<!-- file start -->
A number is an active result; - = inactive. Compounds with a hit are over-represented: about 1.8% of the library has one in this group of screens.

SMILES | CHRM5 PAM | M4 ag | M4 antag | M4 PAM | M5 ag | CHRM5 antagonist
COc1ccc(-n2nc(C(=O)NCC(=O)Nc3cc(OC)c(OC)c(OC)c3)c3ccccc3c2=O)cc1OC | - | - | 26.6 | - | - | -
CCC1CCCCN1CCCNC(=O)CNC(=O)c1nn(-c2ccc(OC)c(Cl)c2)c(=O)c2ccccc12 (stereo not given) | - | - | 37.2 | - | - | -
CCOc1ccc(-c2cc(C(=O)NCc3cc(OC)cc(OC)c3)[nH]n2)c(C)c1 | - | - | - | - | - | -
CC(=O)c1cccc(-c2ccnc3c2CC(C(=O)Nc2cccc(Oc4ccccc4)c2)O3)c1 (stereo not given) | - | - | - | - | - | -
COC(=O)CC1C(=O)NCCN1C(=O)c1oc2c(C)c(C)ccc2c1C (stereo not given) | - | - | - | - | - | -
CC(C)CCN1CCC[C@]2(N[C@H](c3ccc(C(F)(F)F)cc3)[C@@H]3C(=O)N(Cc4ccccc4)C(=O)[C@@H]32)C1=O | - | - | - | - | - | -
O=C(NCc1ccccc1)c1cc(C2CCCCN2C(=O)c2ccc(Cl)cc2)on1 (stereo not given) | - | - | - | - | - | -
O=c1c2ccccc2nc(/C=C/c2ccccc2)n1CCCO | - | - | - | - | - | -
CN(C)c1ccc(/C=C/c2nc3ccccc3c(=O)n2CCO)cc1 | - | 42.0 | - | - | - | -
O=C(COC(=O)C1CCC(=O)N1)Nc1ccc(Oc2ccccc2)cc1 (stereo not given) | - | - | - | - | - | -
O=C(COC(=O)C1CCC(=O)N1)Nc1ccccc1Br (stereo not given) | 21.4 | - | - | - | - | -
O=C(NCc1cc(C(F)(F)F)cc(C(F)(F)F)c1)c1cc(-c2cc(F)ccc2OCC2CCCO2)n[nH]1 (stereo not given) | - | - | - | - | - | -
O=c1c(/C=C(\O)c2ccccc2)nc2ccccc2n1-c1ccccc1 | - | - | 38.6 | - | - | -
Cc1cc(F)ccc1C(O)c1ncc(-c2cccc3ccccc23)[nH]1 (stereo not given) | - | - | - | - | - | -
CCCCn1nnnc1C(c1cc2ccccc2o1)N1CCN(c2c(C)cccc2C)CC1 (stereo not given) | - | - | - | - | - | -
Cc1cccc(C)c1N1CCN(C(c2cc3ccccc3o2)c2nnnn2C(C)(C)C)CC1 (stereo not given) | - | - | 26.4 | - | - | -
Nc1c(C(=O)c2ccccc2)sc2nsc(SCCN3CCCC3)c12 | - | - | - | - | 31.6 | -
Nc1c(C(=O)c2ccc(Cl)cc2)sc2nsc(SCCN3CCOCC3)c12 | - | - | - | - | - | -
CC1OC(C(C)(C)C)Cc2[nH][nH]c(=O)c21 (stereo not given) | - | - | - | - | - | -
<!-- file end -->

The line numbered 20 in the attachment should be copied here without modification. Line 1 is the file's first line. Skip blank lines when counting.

Nc1c(C(=O)c2ccc(Cl)cc2)sc2nsc(SCCN3CCOCC3)c12 | - | - | - | - | - | -